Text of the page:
Joe called us his “kids,” and would tell everyone in the building, “the kids are coming over today!” While he knew best the three or four of us that came every week, he liked to take all 20 of the missionaries out for a special outing every year. One year it was an old-timey restaurant complete with a petting zoo outside. This past year it was a trip to the arcade with Joe slipping me more tokens than I knew what to do with. His generosity always surprised and challenged me.
Joe died from his COPD condition during my last week as a missionary with Christ in the City. I knew him almost two years. Two years’ worth of spades games, two years’ worth of Ben and Jerry’s pints, two years’ worth of the same almost-inappropriate jokes, two years’ worth of joy.
Transitioning out of Christ in the City was hard and especially hard without Joe. It was like he passed at the end of an era. I was dropping off boxes of clothes and possessions at my new house, scared and afraid of what my life would be like now, so I decided to call Joe one last time. He was already dead, but I tried my luck to see if his phone was still connected. I heard his familiar greeting and said a few words of goodbye. Then I sobbed my eyes out in front of what would be my new home.
I miss Joe. I miss my Christ in the City friends and work. I wish Joe were here to walk with me through this difficult time of transition.
You don’t know Joe. Even if you did know him, you probably didn’t know the Joe I did. To some, he came off as particular and stubborn. He went through different home care workers quickly. I could immediately tell if they would last based on the Hormel chili test. If they followed Joe’s specific instructions on his grocery list, down to which can of Hormel chili to get, the one with or without beans, they were in. (I can’t remember now if he preferred the beans of not.) Yes, he could be grumpy and stubborn. Not everyone who knew him was his friend.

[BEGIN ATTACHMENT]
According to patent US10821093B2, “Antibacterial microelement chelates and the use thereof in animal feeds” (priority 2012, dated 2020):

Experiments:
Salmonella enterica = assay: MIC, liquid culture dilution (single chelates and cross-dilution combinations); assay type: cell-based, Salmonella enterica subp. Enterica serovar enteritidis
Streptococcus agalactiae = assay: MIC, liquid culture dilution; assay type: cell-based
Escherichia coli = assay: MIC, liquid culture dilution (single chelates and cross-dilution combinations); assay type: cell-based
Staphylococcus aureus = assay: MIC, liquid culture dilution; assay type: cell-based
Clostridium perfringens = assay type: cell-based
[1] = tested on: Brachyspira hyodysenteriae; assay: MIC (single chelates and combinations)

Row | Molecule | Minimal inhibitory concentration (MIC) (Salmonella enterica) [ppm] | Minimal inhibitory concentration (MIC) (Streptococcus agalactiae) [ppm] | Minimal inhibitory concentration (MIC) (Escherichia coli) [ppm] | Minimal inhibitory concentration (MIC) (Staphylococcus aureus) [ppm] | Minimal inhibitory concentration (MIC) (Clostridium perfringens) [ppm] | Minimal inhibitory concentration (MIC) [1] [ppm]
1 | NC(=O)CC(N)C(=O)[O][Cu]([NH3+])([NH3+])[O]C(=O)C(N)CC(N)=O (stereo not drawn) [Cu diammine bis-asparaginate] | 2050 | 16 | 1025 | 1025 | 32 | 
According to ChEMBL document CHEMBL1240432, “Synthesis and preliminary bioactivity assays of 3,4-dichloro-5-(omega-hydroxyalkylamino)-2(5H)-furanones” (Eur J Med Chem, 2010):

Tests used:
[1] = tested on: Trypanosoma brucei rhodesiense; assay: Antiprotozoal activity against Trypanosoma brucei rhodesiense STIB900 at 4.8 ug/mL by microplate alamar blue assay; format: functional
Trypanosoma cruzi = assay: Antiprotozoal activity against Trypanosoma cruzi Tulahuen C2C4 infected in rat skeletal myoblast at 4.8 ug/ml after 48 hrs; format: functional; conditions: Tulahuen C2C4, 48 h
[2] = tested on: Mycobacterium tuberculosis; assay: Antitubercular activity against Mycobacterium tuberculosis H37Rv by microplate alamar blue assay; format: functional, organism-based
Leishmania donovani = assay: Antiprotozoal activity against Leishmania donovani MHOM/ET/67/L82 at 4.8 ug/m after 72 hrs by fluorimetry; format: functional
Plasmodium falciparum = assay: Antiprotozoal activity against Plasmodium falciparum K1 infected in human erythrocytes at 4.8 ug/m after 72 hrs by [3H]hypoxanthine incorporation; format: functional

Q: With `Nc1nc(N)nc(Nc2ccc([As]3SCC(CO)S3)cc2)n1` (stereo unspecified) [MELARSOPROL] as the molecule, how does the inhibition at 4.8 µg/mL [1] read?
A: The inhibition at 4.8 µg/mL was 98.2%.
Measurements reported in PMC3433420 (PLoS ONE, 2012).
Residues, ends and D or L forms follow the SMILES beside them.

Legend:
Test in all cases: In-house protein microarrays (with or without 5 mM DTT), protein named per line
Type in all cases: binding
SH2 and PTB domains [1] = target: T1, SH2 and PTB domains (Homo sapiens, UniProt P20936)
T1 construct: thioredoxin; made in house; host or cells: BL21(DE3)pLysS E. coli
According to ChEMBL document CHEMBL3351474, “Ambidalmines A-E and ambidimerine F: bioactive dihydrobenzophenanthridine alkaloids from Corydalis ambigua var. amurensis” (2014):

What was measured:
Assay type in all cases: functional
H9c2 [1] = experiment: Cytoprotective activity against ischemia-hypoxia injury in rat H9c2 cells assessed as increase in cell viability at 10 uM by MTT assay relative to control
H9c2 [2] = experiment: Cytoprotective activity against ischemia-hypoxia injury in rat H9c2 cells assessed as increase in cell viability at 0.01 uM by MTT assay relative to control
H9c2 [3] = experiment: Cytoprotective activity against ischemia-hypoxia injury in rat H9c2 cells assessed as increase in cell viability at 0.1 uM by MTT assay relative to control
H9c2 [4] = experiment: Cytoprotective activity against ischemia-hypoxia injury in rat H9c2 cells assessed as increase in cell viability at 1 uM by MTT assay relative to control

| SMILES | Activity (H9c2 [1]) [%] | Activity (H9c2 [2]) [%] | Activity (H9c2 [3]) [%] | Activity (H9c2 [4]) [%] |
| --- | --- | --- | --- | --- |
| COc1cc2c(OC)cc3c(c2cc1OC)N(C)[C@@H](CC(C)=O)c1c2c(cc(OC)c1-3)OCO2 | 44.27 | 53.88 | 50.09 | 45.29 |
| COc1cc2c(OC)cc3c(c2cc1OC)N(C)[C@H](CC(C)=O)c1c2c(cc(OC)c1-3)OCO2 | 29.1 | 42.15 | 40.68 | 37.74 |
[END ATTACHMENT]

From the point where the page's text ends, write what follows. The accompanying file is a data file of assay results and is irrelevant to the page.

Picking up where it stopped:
But Joe, with all his particularities and quirks, was my Joe. What wouldn’t I give to hear him snap at me right now about scraping the chairs against the floor?
The Little Prince, the French children’s novel, portrays well the joyful coincidence of friendship. The fox asks the little prince to “tame” him, or to make him his own, saying, “To me, you are still nothing more than a little boy who is just like a hundred thousand other little boys. And I have no need of you. And you, on your part, have no need of me … But if you tame me, then we shall need each other. To me, you will be unique in all the world. To you, I shall be unique in all the world.”
To others, Joe may have been a crotchety old man, but to me he was unique. He was my Joe, and I will never look at Hormel Chili, Arizona iced tea and Camel cigarettes the same way.
“One runs the risk of weeping a little if one allows himself to be tamed.”